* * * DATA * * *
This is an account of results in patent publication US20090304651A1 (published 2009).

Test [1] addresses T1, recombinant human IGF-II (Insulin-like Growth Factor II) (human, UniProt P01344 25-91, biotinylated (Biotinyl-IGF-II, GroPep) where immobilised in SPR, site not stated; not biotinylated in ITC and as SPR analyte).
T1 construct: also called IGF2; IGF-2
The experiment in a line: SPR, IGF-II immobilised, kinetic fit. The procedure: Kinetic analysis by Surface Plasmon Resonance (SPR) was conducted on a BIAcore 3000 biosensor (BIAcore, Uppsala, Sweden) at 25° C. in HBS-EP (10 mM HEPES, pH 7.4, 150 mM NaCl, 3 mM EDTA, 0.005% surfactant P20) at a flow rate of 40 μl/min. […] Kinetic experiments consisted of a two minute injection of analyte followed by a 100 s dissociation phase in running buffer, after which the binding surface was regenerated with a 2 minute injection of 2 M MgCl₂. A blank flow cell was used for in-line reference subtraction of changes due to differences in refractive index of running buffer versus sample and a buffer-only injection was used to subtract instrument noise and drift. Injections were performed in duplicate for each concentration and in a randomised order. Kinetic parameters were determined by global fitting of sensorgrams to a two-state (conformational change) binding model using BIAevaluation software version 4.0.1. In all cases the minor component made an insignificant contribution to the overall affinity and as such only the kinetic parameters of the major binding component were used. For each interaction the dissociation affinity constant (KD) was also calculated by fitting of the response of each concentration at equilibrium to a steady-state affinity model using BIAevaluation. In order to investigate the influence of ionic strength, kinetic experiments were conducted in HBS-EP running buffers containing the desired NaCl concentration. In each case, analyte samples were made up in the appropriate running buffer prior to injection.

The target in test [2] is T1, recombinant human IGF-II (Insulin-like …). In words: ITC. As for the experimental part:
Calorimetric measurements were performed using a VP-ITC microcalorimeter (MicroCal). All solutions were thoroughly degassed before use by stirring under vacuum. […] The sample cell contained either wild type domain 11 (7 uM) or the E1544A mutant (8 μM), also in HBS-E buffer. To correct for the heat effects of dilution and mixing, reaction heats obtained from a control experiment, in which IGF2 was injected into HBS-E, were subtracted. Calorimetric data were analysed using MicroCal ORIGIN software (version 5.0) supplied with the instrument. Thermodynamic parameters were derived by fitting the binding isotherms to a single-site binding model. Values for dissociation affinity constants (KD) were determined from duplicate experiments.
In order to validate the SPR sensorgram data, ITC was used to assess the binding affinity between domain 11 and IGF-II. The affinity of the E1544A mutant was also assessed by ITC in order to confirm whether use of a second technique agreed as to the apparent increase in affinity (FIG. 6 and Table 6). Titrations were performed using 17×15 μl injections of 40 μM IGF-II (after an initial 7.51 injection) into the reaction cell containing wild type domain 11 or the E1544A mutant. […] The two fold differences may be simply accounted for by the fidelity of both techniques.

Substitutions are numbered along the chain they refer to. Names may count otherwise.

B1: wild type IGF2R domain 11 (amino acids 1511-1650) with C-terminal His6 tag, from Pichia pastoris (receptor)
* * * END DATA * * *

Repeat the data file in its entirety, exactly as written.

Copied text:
This is an account of results in patent publication US20090304651A1 (published 2009).

Test [1] addresses T1, recombinant human IGF-II (Insulin-like Growth Factor II) (human, UniProt P01344 25-91, biotinylated (Biotinyl-IGF-II, GroPep) where immobilised in SPR, site not stated; not biotinylated in ITC and as SPR analyte).
T1 construct: also called IGF2; IGF-2
The experiment in a line: SPR, IGF-II immobilised, kinetic fit. The procedure: Kinetic analysis by Surface Plasmon Resonance (SPR) was conducted on a BIAcore 3000 biosensor (BIAcore, Uppsala, Sweden) at 25° C. in HBS-EP (10 mM HEPES, pH 7.4, 150 mM NaCl, 3 mM EDTA, 0.005% surfactant P20) at a flow rate of 40 μl/min. […] Kinetic experiments consisted of a two minute injection of analyte followed by a 100 s dissociation phase in running buffer, after which the binding surface was regenerated with a 2 minute injection of 2 M MgCl₂. A blank flow cell was used for in-line reference subtraction of changes due to differences in refractive index of running buffer versus sample and a buffer-only injection was used to subtract instrument noise and drift. Injections were performed in duplicate for each concentration and in a randomised order. Kinetic parameters were determined by global fitting of sensorgrams to a two-state (conformational change) binding model using BIAevaluation software version 4.0.1. In all cases the minor component made an insignificant contribution to the overall affinity and as such only the kinetic parameters of the major binding component were used. For each interaction the dissociation affinity constant (KD) was also calculated by fitting of the response of each concentration at equilibrium to a steady-state affinity model using BIAevaluation. In order to investigate the influence of ionic strength, kinetic experiments were conducted in HBS-EP running buffers containing the desired NaCl concentration. In each case, analyte samples were made up in the appropriate running buffer prior to injection.

The target in test [2] is T1, recombinant human IGF-II (Insulin-like …). In words: ITC. As for the experimental part:
Calorimetric measurements were performed using a VP-ITC microcalorimeter (MicroCal). All solutions were thoroughly degassed before use by stirring under vacuum. […] The sample cell contained either wild type domain 11 (7 uM) or the E1544A mutant (8 μM), also in HBS-E buffer. To correct for the heat effects of dilution and mixing, reaction heats obtained from a control experiment, in which IGF2 was injected into HBS-E, were subtracted. Calorimetric data were analysed using MicroCal ORIGIN software (version 5.0) supplied with the instrument. Thermodynamic parameters were derived by fitting the binding isotherms to a single-site binding model. Values for dissociation affinity constants (KD) were determined from duplicate experiments.
In order to validate the SPR sensorgram data, ITC was used to assess the binding affinity between domain 11 and IGF-II. The affinity of the E1544A mutant was also assessed by ITC in order to confirm whether use of a second technique agreed as to the apparent increase in affinity (FIG. 6 and Table 6). Titrations were performed using 17×15 μl injections of 40 μM IGF-II (after an initial 7.51 injection) into the reaction cell containing wild type domain 11 or the E1544A mutant. […] The two fold differences may be simply accounted for by the fidelity of both techniques.

Substitutions are numbered along the chain they refer to. Names may count otherwise.

B1: wild type IGF2R domain 11 (amino acids 1511-1650) with C-terminal His6 tag, from Pichia pastoris (receptor)